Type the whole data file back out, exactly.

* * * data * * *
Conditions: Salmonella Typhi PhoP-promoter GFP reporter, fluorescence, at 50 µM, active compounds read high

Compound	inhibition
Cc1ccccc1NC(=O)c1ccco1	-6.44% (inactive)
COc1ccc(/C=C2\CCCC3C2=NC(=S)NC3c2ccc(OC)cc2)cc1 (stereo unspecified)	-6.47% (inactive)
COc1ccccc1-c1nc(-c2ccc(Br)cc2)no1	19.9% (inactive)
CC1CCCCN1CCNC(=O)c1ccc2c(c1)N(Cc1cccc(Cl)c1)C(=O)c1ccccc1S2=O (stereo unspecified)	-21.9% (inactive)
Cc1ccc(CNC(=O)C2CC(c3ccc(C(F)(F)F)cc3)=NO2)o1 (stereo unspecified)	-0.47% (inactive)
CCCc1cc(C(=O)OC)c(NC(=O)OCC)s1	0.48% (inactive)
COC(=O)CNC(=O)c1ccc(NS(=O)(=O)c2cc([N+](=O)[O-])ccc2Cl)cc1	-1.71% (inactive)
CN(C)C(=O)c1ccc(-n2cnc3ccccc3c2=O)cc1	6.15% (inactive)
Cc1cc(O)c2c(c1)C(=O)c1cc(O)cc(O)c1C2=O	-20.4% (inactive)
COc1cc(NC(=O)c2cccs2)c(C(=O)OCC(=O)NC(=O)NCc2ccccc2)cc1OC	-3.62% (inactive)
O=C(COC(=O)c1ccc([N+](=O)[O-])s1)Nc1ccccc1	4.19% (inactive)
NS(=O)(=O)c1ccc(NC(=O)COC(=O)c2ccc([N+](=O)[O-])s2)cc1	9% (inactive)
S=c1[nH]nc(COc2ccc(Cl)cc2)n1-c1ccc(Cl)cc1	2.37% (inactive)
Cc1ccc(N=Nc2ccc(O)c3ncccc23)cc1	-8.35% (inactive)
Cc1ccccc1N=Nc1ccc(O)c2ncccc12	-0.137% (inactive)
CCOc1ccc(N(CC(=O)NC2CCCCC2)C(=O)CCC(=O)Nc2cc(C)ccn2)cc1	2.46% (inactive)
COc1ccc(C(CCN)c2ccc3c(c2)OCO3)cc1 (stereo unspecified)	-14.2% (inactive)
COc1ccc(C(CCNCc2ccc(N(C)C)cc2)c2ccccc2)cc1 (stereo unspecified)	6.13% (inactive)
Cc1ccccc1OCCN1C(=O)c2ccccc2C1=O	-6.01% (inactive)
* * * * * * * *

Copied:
Conditions: Salmonella Typhi PhoP-promoter GFP reporter, fluorescence, at 50 µM, active compounds read high

Compound	inhibition
Cc1ccccc1NC(=O)c1ccco1	-6.44% (inactive)
COc1ccc(/C=C2\CCCC3C2=NC(=S)NC3c2ccc(OC)cc2)cc1 (stereo unspecified)	-6.47% (inactive)
COc1ccccc1-c1nc(-c2ccc(Br)cc2)no1	19.9% (inactive)
CC1CCCCN1CCNC(=O)c1ccc2c(c1)N(Cc1cccc(Cl)c1)C(=O)c1ccccc1S2=O (stereo unspecified)	-21.9% (inactive)
Cc1ccc(CNC(=O)C2CC(c3ccc(C(F)(F)F)cc3)=NO2)o1 (stereo unspecified)	-0.47% (inactive)
CCCc1cc(C(=O)OC)c(NC(=O)OCC)s1	0.48% (inactive)
COC(=O)CNC(=O)c1ccc(NS(=O)(=O)c2cc([N+](=O)[O-])ccc2Cl)cc1	-1.71% (inactive)
CN(C)C(=O)c1ccc(-n2cnc3ccccc3c2=O)cc1	6.15% (inactive)
Cc1cc(O)c2c(c1)C(=O)c1cc(O)cc(O)c1C2=O	-20.4% (inactive)
COc1cc(NC(=O)c2cccs2)c(C(=O)OCC(=O)NC(=O)NCc2ccccc2)cc1OC	-3.62% (inactive)
O=C(COC(=O)c1ccc([N+](=O)[O-])s1)Nc1ccccc1	4.19% (inactive)
NS(=O)(=O)c1ccc(NC(=O)COC(=O)c2ccc([N+](=O)[O-])s2)cc1	9% (inactive)
S=c1[nH]nc(COc2ccc(Cl)cc2)n1-c1ccc(Cl)cc1	2.37% (inactive)
Cc1ccc(N=Nc2ccc(O)c3ncccc23)cc1	-8.35% (inactive)
Cc1ccccc1N=Nc1ccc(O)c2ncccc12	-0.137% (inactive)
CCOc1ccc(N(CC(=O)NC2CCCCC2)C(=O)CCC(=O)Nc2cc(C)ccn2)cc1	2.46% (inactive)
COc1ccc(C(CCN)c2ccc3c(c2)OCO3)cc1 (stereo unspecified)	-14.2% (inactive)
COc1ccc(C(CCNCc2ccc(N(C)C)cc2)c2ccccc2)cc1 (stereo unspecified)	6.13% (inactive)
Cc1ccccc1OCCN1C(=O)c2ccccc2C1=O	-6.01% (inactive)